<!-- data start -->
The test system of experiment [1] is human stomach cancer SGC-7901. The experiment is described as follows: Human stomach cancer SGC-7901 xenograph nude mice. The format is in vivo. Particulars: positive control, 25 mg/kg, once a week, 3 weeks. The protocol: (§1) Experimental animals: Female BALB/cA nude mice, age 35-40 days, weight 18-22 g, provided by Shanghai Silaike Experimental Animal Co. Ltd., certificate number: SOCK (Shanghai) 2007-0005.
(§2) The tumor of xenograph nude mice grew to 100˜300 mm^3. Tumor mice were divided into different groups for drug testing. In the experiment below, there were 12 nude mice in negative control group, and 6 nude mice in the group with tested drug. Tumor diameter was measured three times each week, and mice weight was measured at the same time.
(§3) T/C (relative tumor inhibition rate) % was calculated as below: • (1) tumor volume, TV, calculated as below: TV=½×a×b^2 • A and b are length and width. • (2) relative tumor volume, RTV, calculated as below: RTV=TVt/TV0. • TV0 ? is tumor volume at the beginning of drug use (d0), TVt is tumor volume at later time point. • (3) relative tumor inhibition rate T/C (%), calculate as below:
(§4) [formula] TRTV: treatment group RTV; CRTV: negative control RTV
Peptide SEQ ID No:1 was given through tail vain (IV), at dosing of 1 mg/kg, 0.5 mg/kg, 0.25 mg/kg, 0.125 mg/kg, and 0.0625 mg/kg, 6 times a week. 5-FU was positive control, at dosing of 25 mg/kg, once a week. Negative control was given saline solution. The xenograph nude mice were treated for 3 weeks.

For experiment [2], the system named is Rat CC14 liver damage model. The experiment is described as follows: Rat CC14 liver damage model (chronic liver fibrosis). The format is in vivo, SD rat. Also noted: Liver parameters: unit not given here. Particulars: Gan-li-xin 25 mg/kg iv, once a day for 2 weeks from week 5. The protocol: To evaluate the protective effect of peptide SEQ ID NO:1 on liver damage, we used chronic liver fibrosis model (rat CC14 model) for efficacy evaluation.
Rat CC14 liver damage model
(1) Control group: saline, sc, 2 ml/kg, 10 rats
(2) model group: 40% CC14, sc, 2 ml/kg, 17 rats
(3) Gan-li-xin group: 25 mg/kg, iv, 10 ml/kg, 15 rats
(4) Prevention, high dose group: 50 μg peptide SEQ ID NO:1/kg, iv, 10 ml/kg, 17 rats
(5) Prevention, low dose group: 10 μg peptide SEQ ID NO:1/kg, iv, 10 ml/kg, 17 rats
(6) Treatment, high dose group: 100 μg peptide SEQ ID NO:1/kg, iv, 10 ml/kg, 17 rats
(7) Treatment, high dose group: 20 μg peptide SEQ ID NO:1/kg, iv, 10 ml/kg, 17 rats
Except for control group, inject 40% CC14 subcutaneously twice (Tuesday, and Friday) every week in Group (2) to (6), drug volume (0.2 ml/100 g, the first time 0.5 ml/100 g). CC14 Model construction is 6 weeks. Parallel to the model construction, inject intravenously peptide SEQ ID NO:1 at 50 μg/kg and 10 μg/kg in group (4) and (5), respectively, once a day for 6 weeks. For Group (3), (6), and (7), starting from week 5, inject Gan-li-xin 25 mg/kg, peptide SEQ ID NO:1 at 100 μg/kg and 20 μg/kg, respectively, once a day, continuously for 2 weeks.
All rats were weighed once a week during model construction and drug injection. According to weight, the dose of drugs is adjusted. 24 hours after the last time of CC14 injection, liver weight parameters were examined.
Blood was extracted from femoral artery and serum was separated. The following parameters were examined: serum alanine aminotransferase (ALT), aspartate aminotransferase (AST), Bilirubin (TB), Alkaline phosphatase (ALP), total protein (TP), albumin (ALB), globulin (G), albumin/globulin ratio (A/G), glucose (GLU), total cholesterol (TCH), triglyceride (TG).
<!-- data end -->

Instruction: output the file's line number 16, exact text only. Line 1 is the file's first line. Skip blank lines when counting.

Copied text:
All rats were weighed once a week during model construction and drug injection. According to weight, the dose of drugs is adjusted. 24 hours after the last time of CC14 injection, liver weight parameters were examined.